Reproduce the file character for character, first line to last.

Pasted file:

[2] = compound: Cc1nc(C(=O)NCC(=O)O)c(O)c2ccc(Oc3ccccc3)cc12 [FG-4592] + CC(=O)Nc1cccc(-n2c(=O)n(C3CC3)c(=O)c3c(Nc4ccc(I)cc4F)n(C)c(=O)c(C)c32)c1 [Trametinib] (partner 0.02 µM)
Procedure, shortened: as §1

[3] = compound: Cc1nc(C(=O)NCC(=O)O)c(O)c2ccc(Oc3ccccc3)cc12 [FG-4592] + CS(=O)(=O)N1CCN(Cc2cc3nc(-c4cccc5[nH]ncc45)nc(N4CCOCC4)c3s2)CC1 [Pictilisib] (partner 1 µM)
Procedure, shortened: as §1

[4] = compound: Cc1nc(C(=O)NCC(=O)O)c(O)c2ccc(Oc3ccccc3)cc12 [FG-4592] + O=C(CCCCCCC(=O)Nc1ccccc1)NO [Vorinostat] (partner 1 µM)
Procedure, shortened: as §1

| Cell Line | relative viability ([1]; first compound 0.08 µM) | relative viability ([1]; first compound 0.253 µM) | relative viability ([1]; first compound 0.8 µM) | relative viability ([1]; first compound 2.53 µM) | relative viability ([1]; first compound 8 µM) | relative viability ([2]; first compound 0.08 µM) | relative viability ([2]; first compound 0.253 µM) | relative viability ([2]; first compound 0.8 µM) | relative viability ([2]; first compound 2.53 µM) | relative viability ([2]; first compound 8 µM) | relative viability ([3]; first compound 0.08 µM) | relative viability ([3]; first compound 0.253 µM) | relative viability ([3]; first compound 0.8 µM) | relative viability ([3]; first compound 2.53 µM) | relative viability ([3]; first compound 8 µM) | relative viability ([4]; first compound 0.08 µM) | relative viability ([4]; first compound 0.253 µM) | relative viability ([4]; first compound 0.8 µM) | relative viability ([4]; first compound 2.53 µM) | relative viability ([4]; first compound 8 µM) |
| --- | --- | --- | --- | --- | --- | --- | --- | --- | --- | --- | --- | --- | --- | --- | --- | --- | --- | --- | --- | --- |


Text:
[2] = compound: Cc1nc(C(=O)NCC(=O)O)c(O)c2ccc(Oc3ccccc3)cc12 [FG-4592] + CC(=O)Nc1cccc(-n2c(=O)n(C3CC3)c(=O)c3c(Nc4ccc(I)cc4F)n(C)c(=O)c(C)c32)c1 [Trametinib] (partner 0.02 µM)
Procedure, shortened: as §1

[3] = compound: Cc1nc(C(=O)NCC(=O)O)c(O)c2ccc(Oc3ccccc3)cc12 [FG-4592] + CS(=O)(=O)N1CCN(Cc2cc3nc(-c4cccc5[nH]ncc45)nc(N4CCOCC4)c3s2)CC1 [Pictilisib] (partner 1 µM)
Procedure, shortened: as §1

[4] = compound: Cc1nc(C(=O)NCC(=O)O)c(O)c2ccc(Oc3ccccc3)cc12 [FG-4592] + O=C(CCCCCCC(=O)Nc1ccccc1)NO [Vorinostat] (partner 1 µM)
Procedure, shortened: as §1

| Cell Line | relative viability ([1]; first compound 0.08 µM) | relative viability ([1]; first compound 0.253 µM) | relative viability ([1]; first compound 0.8 µM) | relative viability ([1]; first compound 2.53 µM) | relative viability ([1]; first compound 8 µM) | relative viability ([2]; first compound 0.08 µM) | relative viability ([2]; first compound 0.253 µM) | relative viability ([2]; first compound 0.8 µM) | relative viability ([2]; first compound 2.53 µM) | relative viability ([2]; first compound 8 µM) | relative viability ([3]; first compound 0.08 µM) | relative viability ([3]; first compound 0.253 µM) | relative viability ([3]; first compound 0.8 µM) | relative viability ([3]; first compound 2.53 µM) | relative viability ([3]; first compound 8 µM) | relative viability ([4]; first compound 0.08 µM) | relative viability ([4]; first compound 0.253 µM) | relative viability ([4]; first compound 0.8 µM) | relative viability ([4]; first compound 2.53 µM) | relative viability ([4]; first compound 8 µM) |
| --- | --- | --- | --- | --- | --- | --- | --- | --- | --- | --- | --- | --- | --- | --- | --- | --- | --- | --- | --- | --- |